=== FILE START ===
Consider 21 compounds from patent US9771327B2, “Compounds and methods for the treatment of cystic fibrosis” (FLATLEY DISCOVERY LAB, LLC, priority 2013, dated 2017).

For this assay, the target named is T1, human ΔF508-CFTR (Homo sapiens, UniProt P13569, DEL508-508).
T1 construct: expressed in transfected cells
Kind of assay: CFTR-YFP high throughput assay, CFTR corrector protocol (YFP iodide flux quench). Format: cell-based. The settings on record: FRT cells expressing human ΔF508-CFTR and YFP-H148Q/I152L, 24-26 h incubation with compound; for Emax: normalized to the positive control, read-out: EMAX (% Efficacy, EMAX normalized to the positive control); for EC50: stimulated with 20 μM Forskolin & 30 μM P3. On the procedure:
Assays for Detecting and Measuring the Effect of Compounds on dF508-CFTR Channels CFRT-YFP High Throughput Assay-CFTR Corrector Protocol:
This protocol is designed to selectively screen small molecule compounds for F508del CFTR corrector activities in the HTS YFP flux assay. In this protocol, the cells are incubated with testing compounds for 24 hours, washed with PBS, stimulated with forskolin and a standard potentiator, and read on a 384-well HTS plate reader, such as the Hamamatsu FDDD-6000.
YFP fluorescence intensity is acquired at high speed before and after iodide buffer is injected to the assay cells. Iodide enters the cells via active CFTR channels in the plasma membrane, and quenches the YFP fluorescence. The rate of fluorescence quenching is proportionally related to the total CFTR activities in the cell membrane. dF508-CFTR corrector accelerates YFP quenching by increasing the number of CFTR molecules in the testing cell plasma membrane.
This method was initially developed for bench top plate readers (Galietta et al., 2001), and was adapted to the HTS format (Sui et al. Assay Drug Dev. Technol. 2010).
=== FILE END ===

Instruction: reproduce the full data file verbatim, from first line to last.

Consider 21 compounds from patent US9771327B2, “Compounds and methods for the treatment of cystic fibrosis” (FLATLEY DISCOVERY LAB, LLC, priority 2013, dated 2017).

For this assay, the target named is T1, human ΔF508-CFTR (Homo sapiens, UniProt P13569, DEL508-508).
T1 construct: expressed in transfected cells
Kind of assay: CFTR-YFP high throughput assay, CFTR corrector protocol (YFP iodide flux quench). Format: cell-based. The settings on record: FRT cells expressing human ΔF508-CFTR and YFP-H148Q/I152L, 24-26 h incubation with compound; for Emax: normalized to the positive control, read-out: EMAX (% Efficacy, EMAX normalized to the positive control); for EC50: stimulated with 20 μM Forskolin & 30 μM P3. On the procedure:
Assays for Detecting and Measuring the Effect of Compounds on dF508-CFTR Channels CFRT-YFP High Throughput Assay-CFTR Corrector Protocol:
This protocol is designed to selectively screen small molecule compounds for F508del CFTR corrector activities in the HTS YFP flux assay. In this protocol, the cells are incubated with testing compounds for 24 hours, washed with PBS, stimulated with forskolin and a standard potentiator, and read on a 384-well HTS plate reader, such as the Hamamatsu FDDD-6000.
YFP fluorescence intensity is acquired at high speed before and after iodide buffer is injected to the assay cells. Iodide enters the cells via active CFTR channels in the plasma membrane, and quenches the YFP fluorescence. The rate of fluorescence quenching is proportionally related to the total CFTR activities in the cell membrane. dF508-CFTR corrector accelerates YFP quenching by increasing the number of CFTR molecules in the testing cell plasma membrane.
This method was initially developed for bench top plate readers (Galietta et al., 2001), and was adapted to the HTS format (Sui et al. Assay Drug Dev. Technol. 2010).